05 January 2018
She’s an adventurer who has visited more than 30 countries, but when Emily Webb broke her collarbone while in New Zealand she knew it was time to head home to Nottingham for treatment.
Emily Webb, 24, first broke her collarbone while skateboarding in France but made things much worse when she slipped in the shower while working as a nanny in New Zealand. But when doctors explained the extent of her injury – even telling her she would need a bone graft from her hip - it was back to West Bridgford and her mum, as Emily sought some home comforts and a top orthopaedic surgeon who specialised in shoulder repairs.
She said: “I love travelling and I’m used to living in a van but when they said I needed surgery – and probably a bone graft from my hip – I knew it would be best to go home.”
So, leaving her partner and travelling companion Leo behind, former Becket School student Emily came back home where she met with consultant orthopaedic surgeon Mr Ben Gooding at Spire Nottingham Hospital.
“I was in a lot of pain and, to be honest, a little frightened by the talk of a bone graft so I was very keen to meet with Mr Gooding who I had received some very good reports about.”
Her surgeon said: “When I met Emily she had been suffering with a painful broken collarbone for over a year. Most injuries like this will heal on their own within a couple of months, but this hadn’t been the case with Emily.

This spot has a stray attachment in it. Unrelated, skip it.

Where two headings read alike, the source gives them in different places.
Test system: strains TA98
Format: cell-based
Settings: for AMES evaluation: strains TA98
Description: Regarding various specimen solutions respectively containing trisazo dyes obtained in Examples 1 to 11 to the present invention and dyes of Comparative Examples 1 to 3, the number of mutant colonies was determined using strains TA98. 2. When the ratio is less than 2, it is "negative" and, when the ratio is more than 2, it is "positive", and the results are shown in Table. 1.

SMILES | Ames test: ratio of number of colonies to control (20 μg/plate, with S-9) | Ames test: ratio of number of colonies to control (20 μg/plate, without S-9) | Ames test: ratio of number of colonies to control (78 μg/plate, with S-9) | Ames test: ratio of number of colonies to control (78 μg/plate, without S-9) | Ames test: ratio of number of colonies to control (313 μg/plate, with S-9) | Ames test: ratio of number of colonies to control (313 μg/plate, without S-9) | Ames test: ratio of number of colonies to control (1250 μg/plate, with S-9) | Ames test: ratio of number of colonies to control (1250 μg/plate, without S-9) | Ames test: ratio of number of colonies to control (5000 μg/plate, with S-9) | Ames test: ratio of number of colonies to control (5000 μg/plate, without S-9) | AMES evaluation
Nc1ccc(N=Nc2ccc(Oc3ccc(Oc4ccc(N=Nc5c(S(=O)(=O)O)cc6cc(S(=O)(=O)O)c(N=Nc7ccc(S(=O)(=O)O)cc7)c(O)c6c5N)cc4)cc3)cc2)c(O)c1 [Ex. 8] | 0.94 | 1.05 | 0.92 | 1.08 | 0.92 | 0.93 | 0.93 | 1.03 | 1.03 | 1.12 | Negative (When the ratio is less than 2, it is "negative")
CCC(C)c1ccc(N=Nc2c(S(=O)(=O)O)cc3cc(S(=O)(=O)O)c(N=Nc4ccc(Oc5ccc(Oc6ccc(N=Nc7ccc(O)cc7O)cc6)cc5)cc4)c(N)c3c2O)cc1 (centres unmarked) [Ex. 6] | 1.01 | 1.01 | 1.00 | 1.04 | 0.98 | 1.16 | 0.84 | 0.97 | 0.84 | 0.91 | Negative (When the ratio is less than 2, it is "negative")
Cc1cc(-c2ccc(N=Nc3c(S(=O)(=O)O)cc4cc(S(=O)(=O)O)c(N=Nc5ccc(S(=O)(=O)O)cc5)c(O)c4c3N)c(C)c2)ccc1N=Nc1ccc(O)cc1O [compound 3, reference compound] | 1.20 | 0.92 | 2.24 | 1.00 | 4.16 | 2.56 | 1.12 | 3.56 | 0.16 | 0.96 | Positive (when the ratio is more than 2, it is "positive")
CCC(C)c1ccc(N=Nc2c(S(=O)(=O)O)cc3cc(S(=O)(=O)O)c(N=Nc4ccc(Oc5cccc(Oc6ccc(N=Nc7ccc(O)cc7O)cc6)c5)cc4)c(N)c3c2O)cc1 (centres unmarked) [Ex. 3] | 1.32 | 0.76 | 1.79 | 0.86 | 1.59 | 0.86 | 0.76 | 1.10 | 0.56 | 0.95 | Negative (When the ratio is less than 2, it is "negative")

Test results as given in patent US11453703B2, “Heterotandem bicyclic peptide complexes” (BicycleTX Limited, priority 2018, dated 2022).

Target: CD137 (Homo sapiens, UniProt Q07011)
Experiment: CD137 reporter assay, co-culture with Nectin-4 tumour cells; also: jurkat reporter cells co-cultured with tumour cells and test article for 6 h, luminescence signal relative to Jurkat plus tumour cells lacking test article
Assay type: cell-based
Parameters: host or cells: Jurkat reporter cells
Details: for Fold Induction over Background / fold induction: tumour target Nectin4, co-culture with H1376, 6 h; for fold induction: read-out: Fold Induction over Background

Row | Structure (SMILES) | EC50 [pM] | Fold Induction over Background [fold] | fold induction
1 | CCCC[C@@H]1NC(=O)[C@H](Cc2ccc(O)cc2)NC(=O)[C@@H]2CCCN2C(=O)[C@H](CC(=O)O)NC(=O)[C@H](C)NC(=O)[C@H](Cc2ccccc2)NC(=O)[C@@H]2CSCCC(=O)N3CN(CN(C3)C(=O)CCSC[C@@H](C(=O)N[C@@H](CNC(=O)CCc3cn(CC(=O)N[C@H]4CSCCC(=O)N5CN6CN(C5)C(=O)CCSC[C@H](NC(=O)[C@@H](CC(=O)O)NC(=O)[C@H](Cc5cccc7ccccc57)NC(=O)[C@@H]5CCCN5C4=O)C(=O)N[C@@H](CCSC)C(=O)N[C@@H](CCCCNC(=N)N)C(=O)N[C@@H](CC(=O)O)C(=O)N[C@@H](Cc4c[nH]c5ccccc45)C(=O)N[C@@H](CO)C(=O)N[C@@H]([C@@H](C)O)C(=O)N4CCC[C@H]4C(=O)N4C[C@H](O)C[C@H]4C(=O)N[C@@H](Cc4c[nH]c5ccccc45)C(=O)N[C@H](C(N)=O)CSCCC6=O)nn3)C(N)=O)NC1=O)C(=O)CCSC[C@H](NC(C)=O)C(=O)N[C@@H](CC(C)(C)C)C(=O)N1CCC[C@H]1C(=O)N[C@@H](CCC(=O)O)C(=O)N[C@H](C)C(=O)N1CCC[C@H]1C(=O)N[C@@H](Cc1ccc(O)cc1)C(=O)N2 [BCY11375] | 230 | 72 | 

“The fall in the shower made things even worse and, to be honest, she really was in need of an operation by the time she came to see me.”
“We discussed treatment options and I explained to her that by using cutting-edge stem cell technology we could avoid the need for a graft.
“I treated the break with a compound that stimulates stem cells and bone healing alongside a stainless steel plate that was specially designed to fit her collarbone perfectly and screwed into place to absolute exact specifications. The plate is very low profile so it doesn’t cause irritation under the skin in later years.
“This in itself is a breakthrough in dealing with fractures like this but it is the stem cell part of the procedure that really sets the treatment apart.
“What we do is take some of the patient’s own blood and mix this with a compound that stimulates the stem cells in the blood to start to form into new bone. Stem cells have the potential to form into any part of our bodies if they are stimulated in the right way, and this technology stimulates the patient’s own cells to heal a broken bone.
“This mix was placed at the site of the broken collarbone and formed into a scaffold with the stem cells being stimulated to form new bone around it. Combined with the plate and screws this allowed Emily’s bone, which had failed to heal naturally in over a year, to join together solidly.
“The end result should be something as near as possible to her natural collarbone.”
Six weeks after her operation Emily was back in the clinic and pain free with X-rays showing good bone healing. Everything has now healed and she is back enjoying life - including her many sports.
Now back in New Zealand, action-girl Emily, who studied for a degree in design and communications at Northumbria University, is having a great time skating, wake boarding and skiing, along with many other outdoor activities.
“I graduated in 2014 and have been travelling since then. People wonder how I afford it but I have managed to always find work wherever I end up. I've done cleaning, gardening, bar work and even been paid to write blogs and do photography.
“I will settle down at some stage but for the moment I’m just enjoying seeing the world and having a great time. Thanks to Mr Gooding and his team, my shoulder isn’t holding me back and there are still a lot of places I want to see.”